Regional growth and resilience: evidence from urban IT centers
After being emblematic of the U.S. economic surge in the late 1990s, urban areas that specialize in information technology (IT) products struggled in the aftermath of the IT spending bust, with most experiencing deeper and longer periods of economic decline than the nation as a whole. Seven years later, most have recovered, but only a few have regained the prominence of earlier years. In this paper, we consider the rise, the fall, and the recovery of urban IT centers and distinguish between the factors leading to temporary gains and those contributing to a more lasting growth path. Specifically, we examine the initial characteristics of the most prominent IT centers, linking these characteristics to a discussion of economic research concerning the sources of growth in urban industrial centers. We then follow these centers through the IT bust and subsequent economic recovery. The results indicate that, although each of our IT centers was hit hard by the IT bust beginning in 2000, the full impact of the decline and the subsequent pace of recovery varied considerably with the size, density, and composition of the local IT sector. The overall experience of the IT sector and the factors that ultimately seemed to separate those urban areas that succeeded from those that struggled suggest that inputs to the process such as education, research networks, and flexibility matter more than picking the right industry.
Volume (Year): (2009)
Issue (Month): ()
|Contact details of provider:|| Postal: P.O. Box 7702, San Francisco, CA 94120-7702|
Phone: (415) 974-2000
Fax: (415) 974-3333
Web page: http://www.frbsf.org/
More information through EDIRC
|Order Information:|| Email: |
References listed on IDEAS
Please report citation or reference errors to , or , if you are the registered author of the cited work, log in to your RePEc Author Service profile, click on "citations" and make appropriate adjustments.:
- Edward L. Glaeser & Glenn Ellison, 1999.
"The Geographic Concentration of Industry: Does Natural Advantage Explain Agglomeration?,"
American Economic Review,
American Economic Association, vol. 89(2), pages 311-316, May.
- Glenn Ellison & Edward L. Glaeser, 1999. "The Geographic Concentration of Industry: Does Natural Advantage Explain Agglomeration?," Harvard Institute of Economic Research Working Papers 1862, Harvard - Institute of Economic Research.
- Ellison, Glenn & Glaeser, Edward L, 1997.
"Geographic Concentration in U.S. Manufacturing Industries: A Dartboard Approach,"
Journal of Political Economy,
University of Chicago Press, vol. 105(5), pages 889-927, October.
- Glenn Ellison & Edward L. Glaeser, 1994. "Geographic Concentration in U.S. Manufacturing Industries: A Dartboard Approach," NBER Working Papers 4840, National Bureau of Economic Research, Inc.
- Ellison, G. & Glaeser, E.L., 1994. "Geographic Concentration in U.S. Manufacturing Industries: A Dartboard Approach," Working papers 94-27, Massachusetts Institute of Technology (MIT), Department of Economics.
- Hellmann, Thomas F. & Puri, Manju, 2000.
"Venture Capital and the Professionalization of Start-up Firms: Empirical Evidence,"
1661, Stanford University, Graduate School of Business.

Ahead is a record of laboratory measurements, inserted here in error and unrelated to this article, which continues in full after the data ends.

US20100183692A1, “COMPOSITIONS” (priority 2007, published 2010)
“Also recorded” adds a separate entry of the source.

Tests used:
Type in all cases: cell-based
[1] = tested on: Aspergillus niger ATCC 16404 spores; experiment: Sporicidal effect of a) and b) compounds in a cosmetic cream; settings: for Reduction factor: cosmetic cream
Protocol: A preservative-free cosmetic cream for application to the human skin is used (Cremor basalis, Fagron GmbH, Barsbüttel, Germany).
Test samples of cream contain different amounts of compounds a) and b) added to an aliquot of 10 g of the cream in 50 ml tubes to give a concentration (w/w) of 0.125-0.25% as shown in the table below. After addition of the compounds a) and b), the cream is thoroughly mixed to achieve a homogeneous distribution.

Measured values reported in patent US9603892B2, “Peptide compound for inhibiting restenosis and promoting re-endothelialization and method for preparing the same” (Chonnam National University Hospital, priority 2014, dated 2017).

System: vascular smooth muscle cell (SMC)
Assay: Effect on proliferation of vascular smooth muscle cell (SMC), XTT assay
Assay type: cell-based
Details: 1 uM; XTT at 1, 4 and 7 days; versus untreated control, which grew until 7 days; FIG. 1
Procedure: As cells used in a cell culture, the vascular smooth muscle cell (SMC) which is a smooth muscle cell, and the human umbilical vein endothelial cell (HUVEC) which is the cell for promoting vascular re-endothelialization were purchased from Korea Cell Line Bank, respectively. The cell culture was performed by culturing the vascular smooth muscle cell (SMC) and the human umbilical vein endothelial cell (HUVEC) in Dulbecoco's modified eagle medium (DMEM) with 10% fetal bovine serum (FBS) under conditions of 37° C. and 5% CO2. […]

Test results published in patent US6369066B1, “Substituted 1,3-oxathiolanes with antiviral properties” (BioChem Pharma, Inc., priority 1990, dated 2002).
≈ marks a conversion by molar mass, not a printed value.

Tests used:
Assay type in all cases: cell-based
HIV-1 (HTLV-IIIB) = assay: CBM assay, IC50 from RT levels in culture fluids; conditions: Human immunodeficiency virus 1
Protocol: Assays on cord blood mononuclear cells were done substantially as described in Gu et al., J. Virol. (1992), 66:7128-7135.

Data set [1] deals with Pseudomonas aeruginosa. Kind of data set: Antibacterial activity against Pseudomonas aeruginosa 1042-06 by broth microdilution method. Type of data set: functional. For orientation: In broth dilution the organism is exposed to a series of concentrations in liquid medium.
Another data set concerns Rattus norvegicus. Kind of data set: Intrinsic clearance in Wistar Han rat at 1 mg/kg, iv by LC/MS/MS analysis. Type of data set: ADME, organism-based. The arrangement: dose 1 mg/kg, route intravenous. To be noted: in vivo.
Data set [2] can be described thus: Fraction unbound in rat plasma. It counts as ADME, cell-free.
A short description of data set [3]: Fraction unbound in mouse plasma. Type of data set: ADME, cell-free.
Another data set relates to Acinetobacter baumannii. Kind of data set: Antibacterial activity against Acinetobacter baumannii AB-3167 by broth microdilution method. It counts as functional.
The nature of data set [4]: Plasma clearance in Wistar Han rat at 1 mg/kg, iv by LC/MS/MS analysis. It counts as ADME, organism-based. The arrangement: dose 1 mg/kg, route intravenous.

- Thomas Hellmann & Manju Puri, 2002. "Venture Capital and the Professionalization of Start-Up Firms: Empirical Evidence," Journal of Finance, American Finance Association, vol. 57(1), pages 169-197, 02.
- Mary C. Daly & Robert G. Valletta, 2004. "Performance of urban information technology centers: the boom, the bust, and the future," Economic Review, Federal Reserve Bank of San Francisco, pages 1-18.
- Enrico Moretti, 2002.
"Estimating the Social Return to Higher Education: Evidence From Longitudinal and Repeated Cross-Sectional Data,"
NBER Working Papers
9108, National Bureau of Economic Research, Inc.
- Moretti, Enrico, 2004. "Estimating the social return to higher education: evidence from longitudinal and repeated cross-sectional data," Journal of Econometrics, Elsevier, vol. 121(1-2), pages 175-212.
- Paul Beaudry & Mark Doms & Ethan Lewis, 2006.
"Endogenous skill bias in technology adoption: city-level evidence from the IT revolution,"
Working Paper Series
2006-24, Federal Reserve Bank of San Francisco.
- Paul Beaudry & Mark Doms & Ethan Lewis, 2006. "Endogenous Skill Bias in Technology Adoption: City-Level Evidence from the IT Revolution," NBER Working Papers 12521, National Bureau of Economic Research, Inc.
- Beardsell, Mark & Henderson, Vernon, 1999. "Spatial evolution of the computer industry in the USA," European Economic Review, Elsevier, vol. 43(2), pages 431-456, February.
When requesting a correction, please mention this item's handle: RePEc:fip:fedfer:y:2009:p:1-11. See general information about how to correct material in RePEc.
For technical questions regarding this item, or to correct its authors, title, abstract, bibliographic or download information, contact: (Diane Rosenberger)
If you have authored this item and are not yet registered with RePEc, we encourage you to do it here. This allows to link your profile to this item. It also allows you to accept potential citations to this item that we are uncertain about.
If references are entirely missing, you can add them using this form.
If the full references list an item that is present in RePEc, but the system did not link to it, you can help with this form.
If you know of missing items citing this one, you can help us creating those links by adding the relevant references in the same way as above, for each refering item. If you are a registered author of this item, you may also want to check the "citations" tab in your profile, as there may be some citations waiting for confirmation.
Please note that corrections may take a couple of weeks to filter through the various RePEc services.